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Obama's student aid reform: A concise guide
Democrats are touting a new law that eliminates middleman banks and has student loans coming directly from the government. How will it affect you?
 
What will Obama's student aid reform do for college grads?
What will Obama's student aid reform do for college grads?
Corbis

As President Obama signed the final health-care reform package last month, he also approved an overhaul of the financial-aid system for college students. The Student Aid and Fiscal Responsibility Act, which Congress approved last week despite strong opposition from private financial institutions, cuts commercial banks out of the student-loan market and makes the government the main lender. (Watch a Fox Business report about student loan reform.) Here, a quick guide to what the law does, and how the changes will affect students and taxpayers:

What's in the law?
The student-loan reform "strips banks of their role as middlemen in federal student loans and puts the government in charge," says Philip Elliott in The Huffington Post. Since commercial banks will no longer be drawing profits from the loan money, President Obama says the new system will save more than $60 billion over the next 10 years. That money will go toward Pell Grants for students and investments in community colleges and historically black institutions.

How did the system work before?
Under the old program, which began in 1965, "commercial banks like Sallie Mae and Nelnet have received guaranteed federal subsidies to lend money to students," say David M. Herszenhorn and Tamar Lewin in The New York Times. The banks made the profits, but the government assumed "nearly all the risk" — which is why Democrats complained that it "fattened the bottom line for banks at the expense of students and taxpayers."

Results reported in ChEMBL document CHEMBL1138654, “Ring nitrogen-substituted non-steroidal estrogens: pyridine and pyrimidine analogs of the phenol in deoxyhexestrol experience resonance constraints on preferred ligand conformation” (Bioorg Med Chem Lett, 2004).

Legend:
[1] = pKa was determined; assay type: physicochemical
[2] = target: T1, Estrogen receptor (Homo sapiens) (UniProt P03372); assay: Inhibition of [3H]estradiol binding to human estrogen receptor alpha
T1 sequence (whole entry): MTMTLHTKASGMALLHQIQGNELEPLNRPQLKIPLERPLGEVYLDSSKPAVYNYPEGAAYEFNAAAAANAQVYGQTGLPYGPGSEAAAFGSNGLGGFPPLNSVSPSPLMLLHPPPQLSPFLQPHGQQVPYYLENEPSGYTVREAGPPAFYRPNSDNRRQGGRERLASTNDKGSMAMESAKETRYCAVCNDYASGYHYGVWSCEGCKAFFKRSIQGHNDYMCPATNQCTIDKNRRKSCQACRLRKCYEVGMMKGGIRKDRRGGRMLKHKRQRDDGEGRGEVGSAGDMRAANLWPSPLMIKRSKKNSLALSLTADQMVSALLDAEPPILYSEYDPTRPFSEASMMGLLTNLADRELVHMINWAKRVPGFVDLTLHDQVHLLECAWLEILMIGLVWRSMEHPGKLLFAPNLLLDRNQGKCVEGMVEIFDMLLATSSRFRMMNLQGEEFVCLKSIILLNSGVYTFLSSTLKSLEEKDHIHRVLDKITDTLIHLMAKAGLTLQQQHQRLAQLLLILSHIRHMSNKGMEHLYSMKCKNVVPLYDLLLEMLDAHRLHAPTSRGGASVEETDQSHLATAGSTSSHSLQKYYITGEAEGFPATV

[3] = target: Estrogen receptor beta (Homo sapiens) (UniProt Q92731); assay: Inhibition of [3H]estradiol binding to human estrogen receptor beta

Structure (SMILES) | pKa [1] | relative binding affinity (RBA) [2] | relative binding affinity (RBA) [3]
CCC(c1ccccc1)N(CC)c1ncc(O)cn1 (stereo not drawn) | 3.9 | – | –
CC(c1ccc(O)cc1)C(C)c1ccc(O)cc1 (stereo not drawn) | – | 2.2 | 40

How will the changes affect students?
If the act works as planned, it will make it easier for students to repay loans. The law eliminates the "Stafford" loans that were administered by private firms, and replaces them with lower interest loans provided directly by the government. The cap on loan payments will fall to 10 percent of a graduate's income, down from 15 percent under the current program.

Will more low-income students get outright grants?
Yes. There's an extra $36 billion set aside annually over 10 years for Pell Grants, which students don't have to pay back. That means an additional 880,000 grants will go out by 2020, and the maximum grant will rise from $5,550 in the 2010-2011 school year to $5,900 in 2019.

What do the law's critics say?
Banks say the changes will put thousands of people out of work. Sallie Mae, which spent $3 million lobbying against the changes, warned that eliminating private government-backed student loans would force it to eliminate up to a third of its 8,500 jobs. Sen. Lamar Alexander (R-TN) says up to 31,000 private-bank employees could lose work, and students could face a customer service nightmare as four federal call centers try to do the job previously handled by the employees of more than 2,000 community and nonprofit lenders.

How big is this victory for Democrats?
That depends on whom you ask. The Washington Post described the signing ceremony as a "Democratic love-fest." But Neal McCluskey argues in National Review that Democrats are overselling the reforms, because the federal government already dominated student lending under the old system, and Sallie Mae and other private companies will still "get theirs" because they've been "promised big federal contracts to service loans under the new regime."

 

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